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Coerver, Hubertus M.; Rutten, M.M.; van de Giesen, N.C. (2018)
Publisher: Copernicus Publications
Journal: Hydrology and Earth System Sciences
Languages: English
Types: Article
Subjects: T, G, GE1-350, Geography. Anthropology. Recreation, Environmental technology. Sanitary engineering, Environmental sciences, Technology, TD1-1066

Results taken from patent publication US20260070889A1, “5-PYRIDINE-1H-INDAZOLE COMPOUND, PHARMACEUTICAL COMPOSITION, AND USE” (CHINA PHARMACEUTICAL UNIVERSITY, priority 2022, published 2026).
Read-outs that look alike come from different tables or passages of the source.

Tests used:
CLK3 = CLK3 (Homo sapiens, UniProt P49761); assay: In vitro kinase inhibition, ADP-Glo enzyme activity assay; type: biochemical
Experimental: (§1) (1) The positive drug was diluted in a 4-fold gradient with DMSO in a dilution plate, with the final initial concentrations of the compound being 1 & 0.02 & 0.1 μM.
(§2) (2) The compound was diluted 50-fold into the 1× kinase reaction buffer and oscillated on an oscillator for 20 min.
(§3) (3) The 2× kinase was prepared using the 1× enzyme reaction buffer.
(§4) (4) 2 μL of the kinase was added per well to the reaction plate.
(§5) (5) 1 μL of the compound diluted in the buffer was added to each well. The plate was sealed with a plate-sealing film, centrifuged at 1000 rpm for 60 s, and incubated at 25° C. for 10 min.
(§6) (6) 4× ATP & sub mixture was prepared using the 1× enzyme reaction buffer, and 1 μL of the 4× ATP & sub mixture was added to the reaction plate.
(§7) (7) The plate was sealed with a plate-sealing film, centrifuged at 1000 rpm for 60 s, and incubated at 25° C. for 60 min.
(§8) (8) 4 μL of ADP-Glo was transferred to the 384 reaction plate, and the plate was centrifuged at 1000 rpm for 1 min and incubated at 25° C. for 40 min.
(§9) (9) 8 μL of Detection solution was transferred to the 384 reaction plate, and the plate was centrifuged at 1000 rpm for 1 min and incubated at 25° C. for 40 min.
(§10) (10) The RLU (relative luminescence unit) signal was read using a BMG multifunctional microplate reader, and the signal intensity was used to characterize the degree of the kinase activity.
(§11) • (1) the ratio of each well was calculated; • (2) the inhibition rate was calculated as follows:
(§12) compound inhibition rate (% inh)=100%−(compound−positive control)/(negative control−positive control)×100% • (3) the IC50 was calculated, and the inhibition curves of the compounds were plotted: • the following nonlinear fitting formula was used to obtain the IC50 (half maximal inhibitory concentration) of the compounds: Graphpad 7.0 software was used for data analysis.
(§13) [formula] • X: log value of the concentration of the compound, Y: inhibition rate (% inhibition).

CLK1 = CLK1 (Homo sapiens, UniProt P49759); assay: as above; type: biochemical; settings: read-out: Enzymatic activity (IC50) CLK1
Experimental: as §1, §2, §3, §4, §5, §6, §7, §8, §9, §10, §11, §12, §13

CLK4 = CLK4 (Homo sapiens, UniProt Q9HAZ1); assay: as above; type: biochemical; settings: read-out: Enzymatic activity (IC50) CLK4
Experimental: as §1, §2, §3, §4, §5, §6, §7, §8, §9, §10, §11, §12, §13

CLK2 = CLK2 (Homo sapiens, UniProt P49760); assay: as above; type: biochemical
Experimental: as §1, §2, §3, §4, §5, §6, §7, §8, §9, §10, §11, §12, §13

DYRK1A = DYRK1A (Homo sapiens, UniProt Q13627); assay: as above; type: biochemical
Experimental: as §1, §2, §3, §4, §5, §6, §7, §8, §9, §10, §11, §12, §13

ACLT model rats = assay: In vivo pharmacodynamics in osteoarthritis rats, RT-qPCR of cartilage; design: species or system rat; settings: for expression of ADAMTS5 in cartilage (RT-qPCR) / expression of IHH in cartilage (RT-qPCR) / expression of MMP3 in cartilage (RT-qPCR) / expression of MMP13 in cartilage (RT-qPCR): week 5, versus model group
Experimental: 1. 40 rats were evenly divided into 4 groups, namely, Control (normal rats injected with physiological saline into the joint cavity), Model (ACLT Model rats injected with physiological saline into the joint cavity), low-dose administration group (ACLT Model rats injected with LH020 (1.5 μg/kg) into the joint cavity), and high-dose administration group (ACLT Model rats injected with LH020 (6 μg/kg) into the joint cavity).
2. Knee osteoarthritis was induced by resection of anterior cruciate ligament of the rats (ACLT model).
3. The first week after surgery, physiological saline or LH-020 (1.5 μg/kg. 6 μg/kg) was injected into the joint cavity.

A big challenge in constructing global hydrological models is the inclusion of anthropogenic impacts on the water cycle, such as caused by dams. Dam operators make decisions based on experience and often uncertain information. In this study information generally available to dam operators, like inflow into the reservoir and storage levels, was used to derive fuzzy rules describing the way a reservoir is operated. Using an artificial neural network capable of mimicking fuzzy logic, called the ANFIS adaptive-network-based fuzzy inference system, fuzzy rules linking inflow and storage with reservoir release were determined for 11 reservoirs in central Asia, the US and Vietnam. By varying the input variables of the neural network, different configurations of fuzzy rules were created and tested. It was found that the release from relatively large reservoirs was significantly dependent on information concerning recent storage levels, while release from smaller reservoirs was more dependent on reservoir inflows. Subsequently, the derived rules were used to simulate reservoir release with an average Nash-Sutcliffe coefficient of 0.81.

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